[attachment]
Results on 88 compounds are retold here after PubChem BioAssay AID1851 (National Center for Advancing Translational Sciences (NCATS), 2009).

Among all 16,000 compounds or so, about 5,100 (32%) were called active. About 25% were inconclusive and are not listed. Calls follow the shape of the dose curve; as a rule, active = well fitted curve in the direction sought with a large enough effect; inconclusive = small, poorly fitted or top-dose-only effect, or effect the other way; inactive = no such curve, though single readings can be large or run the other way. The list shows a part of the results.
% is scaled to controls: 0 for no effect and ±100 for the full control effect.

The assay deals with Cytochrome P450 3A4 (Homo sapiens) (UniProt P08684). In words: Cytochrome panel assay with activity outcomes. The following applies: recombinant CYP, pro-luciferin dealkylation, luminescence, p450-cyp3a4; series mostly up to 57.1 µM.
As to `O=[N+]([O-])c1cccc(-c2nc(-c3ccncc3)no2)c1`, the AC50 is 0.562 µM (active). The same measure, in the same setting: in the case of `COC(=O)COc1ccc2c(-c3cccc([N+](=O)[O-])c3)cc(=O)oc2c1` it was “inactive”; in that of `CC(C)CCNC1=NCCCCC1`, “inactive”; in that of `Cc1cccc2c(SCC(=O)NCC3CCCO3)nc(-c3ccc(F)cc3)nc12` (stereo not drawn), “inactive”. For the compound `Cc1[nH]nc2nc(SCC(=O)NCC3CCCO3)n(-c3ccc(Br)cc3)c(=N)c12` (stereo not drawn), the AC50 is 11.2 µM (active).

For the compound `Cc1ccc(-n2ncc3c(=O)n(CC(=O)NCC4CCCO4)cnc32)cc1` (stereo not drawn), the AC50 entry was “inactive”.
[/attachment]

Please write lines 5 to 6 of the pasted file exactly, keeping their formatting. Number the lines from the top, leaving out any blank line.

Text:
As to `O=[N+]([O-])c1cccc(-c2nc(-c3ccncc3)no2)c1`, the AC50 is 0.562 µM (active). The same measure, in the same setting: in the case of `COC(=O)COc1ccc2c(-c3cccc([N+](=O)[O-])c3)cc(=O)oc2c1` it was “inactive”; in that of `CC(C)CCNC1=NCCCCC1`, “inactive”; in that of `Cc1cccc2c(SCC(=O)NCC3CCCO3)nc(-c3ccc(F)cc3)nc12` (stereo not drawn), “inactive”. For the compound `Cc1[nH]nc2nc(SCC(=O)NCC3CCCO3)n(-c3ccc(Br)cc3)c(=N)c12` (stereo not drawn), the AC50 is 11.2 µM (active).

For the compound `Cc1ccc(-n2ncc3c(=O)n(CC(=O)NCC4CCCO4)cnc32)cc1` (stereo not drawn), the AC50 entry was “inactive”.